TORONTO, AUG. 23 -- Remember 1986? It was Mookie Wilson who rapped the ground ball that went through Bill Buckner's legs and gave the New York Mets the life they needed to beat the Boston Red Sox in the World Series.

Although Wilson has changed leagues, he continues to bedevil the Red Sox. Tonight he had three hits, drove in one run and scored two others, including the ninth-inning winner, as the Toronto Blue Jays beat the Red Sox, 4-3, and reduced their American League East lead to one game.

"This was a big, big win for us and Mookie just had a great game," said Manager Cito Gaston. "He's been playing great, he plays hard every night and he's a great guy to manage."

Wilson, a switch hitter, entered the opener of this critical four-game series batting 46 points higher left-handed than right. Yet all three of his hits came while batting from the right side.

With one out in the bottom of the ninth and the score tied, 3-3, Wilson lined a single to right against Joe Hesketh, a retread lefty released earlier this season by Montreal and Atlanta.

When Hesketh (0-1) tried to pick Wilson off, the throw eluded first baseman Carlos Quintana and Wilson was able to race to third.

"I've played against Joe Hesketh and {Boston Manager} Joe Morgan and I knew he'd throw over," Wilson said.

"The ball was behind me, I got between the ball and the first baseman and the result was I was on third base."

Morgan ordered Tony Fernandez walked, then brought in right-hander Jeff Gray to face Kelly Gruber. Wilson broke for the plate as Gruber sent a broken-bat bouncer to third baseman Wade Boggs and slid in under Boggs's throw with the game-winner.

"I got a great jump," Wilson said. "As soon as the ball was hit, I was running, because you can't let a team turn a double play.

"He had a shot at me, but I knew the ball was rolling close to the line and I wanted to stay as close to the line as possible, to make him throw it around me."

"Nobody else could have scored on that play," said Boggs, shaking his head in disgust.

A crowd of 49,918, largest ever to see a regular season game here, welcomed the Blue Jays back from New York, where they were swept by the Yankees and fell out of a first-place tie. There were boos tonight, especially when left fielder George Bell lost two balls in the lights of the temporarily domeless SkyDome, but in the end pennant fever accompanied the fans to the exits.

A marvelous pitching duel between Toronto ace Dave Stieb, withheld from the disastrous New York series for this occasion, and Boston lefty Tom Bolton, a success story after 10 years in the minors, suddenly blew up in the bottom of the seventh.

The Blue Jays scored two runs for a 3-1 lead and were deprived of another when a long drive bounced over the fence for a ground-rule double.

Pat Borders began the rally with an infield single that was compounded by shortstop Luis Rivera's off-balance, one-hop throw into the stands. Pinch hitter John Olerud walked before Manny Lee bunted into a force at third. Kenny Williams flied out and up came Wilson. He fouled off four two-strike pitches before depositing an outside pitch in right field for an RBI single.

"I could say that was a good job of hitting, but that would be a lie," Wilson said. "I'm a hacker and I'm not going to kid anybody. That wasn't a good pitch I hit. It was definitely a ball."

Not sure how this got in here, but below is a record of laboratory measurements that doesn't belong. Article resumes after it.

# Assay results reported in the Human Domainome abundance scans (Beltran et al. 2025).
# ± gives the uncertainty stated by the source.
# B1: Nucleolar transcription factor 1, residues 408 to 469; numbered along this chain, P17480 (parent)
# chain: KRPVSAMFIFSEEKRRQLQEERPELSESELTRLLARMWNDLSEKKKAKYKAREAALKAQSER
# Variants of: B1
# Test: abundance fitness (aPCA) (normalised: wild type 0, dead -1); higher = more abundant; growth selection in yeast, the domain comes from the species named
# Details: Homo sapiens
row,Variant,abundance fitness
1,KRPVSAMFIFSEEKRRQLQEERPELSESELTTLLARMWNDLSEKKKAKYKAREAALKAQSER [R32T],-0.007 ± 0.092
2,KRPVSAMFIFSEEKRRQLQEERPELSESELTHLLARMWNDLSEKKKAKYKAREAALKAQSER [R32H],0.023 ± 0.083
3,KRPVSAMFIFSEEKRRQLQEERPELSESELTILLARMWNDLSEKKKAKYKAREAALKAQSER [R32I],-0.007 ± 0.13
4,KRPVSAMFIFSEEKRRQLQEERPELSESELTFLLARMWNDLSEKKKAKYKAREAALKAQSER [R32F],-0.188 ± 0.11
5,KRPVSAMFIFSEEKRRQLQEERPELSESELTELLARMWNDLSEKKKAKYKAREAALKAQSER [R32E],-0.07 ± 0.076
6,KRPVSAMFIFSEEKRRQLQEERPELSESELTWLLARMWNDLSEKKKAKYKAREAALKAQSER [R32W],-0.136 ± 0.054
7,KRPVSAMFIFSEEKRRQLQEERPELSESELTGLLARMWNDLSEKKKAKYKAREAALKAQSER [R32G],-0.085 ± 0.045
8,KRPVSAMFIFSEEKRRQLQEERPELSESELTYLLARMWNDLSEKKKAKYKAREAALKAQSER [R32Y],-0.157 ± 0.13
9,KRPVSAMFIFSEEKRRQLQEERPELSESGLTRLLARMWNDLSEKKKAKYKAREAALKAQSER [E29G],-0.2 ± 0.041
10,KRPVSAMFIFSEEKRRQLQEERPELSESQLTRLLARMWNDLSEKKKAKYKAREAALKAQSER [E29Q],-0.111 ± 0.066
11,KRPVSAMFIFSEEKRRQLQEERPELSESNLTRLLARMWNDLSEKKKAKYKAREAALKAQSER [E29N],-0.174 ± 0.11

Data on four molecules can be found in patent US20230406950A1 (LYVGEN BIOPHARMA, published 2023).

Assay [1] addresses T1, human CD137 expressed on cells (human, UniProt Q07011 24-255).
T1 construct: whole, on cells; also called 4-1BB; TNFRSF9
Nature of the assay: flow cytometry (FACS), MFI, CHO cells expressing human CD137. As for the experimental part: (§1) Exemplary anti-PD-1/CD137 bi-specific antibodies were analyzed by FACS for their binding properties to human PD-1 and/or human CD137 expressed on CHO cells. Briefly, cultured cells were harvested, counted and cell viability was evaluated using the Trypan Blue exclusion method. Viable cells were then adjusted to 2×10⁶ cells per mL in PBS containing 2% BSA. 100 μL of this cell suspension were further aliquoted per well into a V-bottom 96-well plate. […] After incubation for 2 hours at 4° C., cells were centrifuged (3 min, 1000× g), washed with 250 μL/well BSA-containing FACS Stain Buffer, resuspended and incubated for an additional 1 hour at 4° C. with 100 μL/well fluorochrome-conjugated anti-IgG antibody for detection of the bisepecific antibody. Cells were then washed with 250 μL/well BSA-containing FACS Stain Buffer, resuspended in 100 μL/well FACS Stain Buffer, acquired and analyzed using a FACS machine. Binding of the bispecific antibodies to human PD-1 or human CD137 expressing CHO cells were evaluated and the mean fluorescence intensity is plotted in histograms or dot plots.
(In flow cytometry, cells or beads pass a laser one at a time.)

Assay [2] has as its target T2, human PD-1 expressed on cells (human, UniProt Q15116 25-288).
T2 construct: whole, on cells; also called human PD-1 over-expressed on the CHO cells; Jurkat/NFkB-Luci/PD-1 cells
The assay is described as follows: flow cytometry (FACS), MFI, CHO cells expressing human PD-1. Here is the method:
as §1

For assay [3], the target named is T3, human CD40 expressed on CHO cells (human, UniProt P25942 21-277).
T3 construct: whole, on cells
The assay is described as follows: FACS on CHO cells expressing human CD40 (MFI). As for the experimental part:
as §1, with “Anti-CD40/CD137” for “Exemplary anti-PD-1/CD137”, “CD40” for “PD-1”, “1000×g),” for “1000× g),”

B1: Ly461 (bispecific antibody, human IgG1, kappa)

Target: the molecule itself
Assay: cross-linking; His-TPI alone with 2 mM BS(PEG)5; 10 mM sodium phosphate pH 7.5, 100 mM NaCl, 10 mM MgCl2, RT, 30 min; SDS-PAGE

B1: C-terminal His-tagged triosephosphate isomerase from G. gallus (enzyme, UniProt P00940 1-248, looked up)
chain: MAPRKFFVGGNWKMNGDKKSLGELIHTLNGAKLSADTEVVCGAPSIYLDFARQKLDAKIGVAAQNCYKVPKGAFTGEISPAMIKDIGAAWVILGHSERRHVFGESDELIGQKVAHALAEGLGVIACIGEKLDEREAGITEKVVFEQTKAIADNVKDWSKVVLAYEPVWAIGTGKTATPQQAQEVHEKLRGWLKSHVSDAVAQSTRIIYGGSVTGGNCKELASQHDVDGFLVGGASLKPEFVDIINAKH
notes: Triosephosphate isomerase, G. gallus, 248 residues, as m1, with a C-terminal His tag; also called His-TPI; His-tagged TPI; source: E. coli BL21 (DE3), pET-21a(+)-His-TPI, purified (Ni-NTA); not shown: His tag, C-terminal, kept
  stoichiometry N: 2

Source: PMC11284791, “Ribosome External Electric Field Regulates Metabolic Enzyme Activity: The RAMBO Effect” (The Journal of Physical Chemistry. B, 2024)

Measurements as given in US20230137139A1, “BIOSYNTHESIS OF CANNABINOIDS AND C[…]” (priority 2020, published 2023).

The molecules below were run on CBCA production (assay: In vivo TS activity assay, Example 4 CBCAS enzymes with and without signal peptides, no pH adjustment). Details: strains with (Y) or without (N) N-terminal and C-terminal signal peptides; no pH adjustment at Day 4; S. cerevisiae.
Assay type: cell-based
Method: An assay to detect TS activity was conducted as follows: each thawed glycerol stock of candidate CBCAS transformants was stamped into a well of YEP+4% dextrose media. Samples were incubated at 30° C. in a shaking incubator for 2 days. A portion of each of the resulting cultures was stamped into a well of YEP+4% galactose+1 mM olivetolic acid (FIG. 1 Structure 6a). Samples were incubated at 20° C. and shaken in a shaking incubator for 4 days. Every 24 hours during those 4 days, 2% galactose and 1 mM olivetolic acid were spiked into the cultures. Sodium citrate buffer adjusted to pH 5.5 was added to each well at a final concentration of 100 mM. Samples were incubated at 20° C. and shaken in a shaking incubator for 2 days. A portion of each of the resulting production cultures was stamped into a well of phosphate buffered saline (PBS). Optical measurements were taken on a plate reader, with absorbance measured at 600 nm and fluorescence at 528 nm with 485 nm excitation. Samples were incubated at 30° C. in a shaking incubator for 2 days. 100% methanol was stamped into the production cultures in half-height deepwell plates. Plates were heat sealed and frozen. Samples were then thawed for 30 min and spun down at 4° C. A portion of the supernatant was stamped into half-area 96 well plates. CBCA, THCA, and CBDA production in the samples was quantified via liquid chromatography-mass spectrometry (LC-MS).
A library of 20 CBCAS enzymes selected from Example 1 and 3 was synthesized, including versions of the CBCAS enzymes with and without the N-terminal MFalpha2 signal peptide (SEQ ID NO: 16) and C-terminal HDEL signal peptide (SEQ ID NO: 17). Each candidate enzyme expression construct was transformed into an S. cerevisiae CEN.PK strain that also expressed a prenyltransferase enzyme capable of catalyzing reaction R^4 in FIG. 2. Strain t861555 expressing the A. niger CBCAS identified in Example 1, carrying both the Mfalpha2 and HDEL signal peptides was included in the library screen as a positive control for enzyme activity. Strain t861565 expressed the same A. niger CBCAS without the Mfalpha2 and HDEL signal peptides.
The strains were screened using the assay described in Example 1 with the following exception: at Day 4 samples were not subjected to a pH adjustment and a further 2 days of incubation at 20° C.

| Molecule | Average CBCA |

Fernandez followed with a long drive to left center that bounced over the fence for a ground-rule double, Lee scoring but Wilson being forced to stop at third.

That became significant very quickly. The first Boston batter in the eighth inning, Ellis Burks, sent an apparent routine fly to left. But Bell, who had lost a Jody Reed fly ball earlier for a double, was slow to come in and allowed the ball to fall in front of him for a single.

At that point, Gaston came out and replaced Stieb with Tom Henke (1-2), despite Stieb's obvious anger and numerous shouts from the crowd to remove Bell instead.

Mike Greenwell proceeded to drive Henke's first pitch over the fence in right center, tying the game at 3.

"When that ball went out, I thought back to the bottom of the seventh," Wilson said. "If the ball had not bounced over the wall, I'd have scored easy. But it's our ballpark. You can't tear it up."

Bell had a lot to say about the ballpark, especially the way the angle of the lights affects the left fielder.

"I say last year to the front-office people, 'Somebody's going to get hurt,' " Bell said. "Maybe I'm a bad outfielder, but I'm not going to get hit anymore. I come out full speed, but I have to stop because I don't want to get hit.

"I stop 15 or 20 seconds before the ball bounced. Is that a signal I didn't want to catch the ball? It's tough enough, but it's tougher when the fans get on you for no reason."

Wilson defended Bell, saying, "Center field is okay; there are just two bad spots. But if you play the corners in this ballpark, you're in for a treat. These lights are tough."

Of his decision to yank Stieb, Gaston said: "I was trying to get Dave through a couple of outs in that inning, but he'd thrown 113 pitches and I knew he couldn't go much farther. Dave's pitched well {16-4}, but he's lost some time pitching on the side, because he's been a little sore."

Just as the Blue Jays held Stieb back a day, so the Red Sox will wait an extra day with ace Roger Clemens, now set for Saturday. Boston will send Dana Kiecker against Jimmy Key Friday night as the Blue Jays bid for a first-place tie.

Baltimore is 7 1/2 games out of first place; Detroit and Cleveland are tied for fourth, nine games out.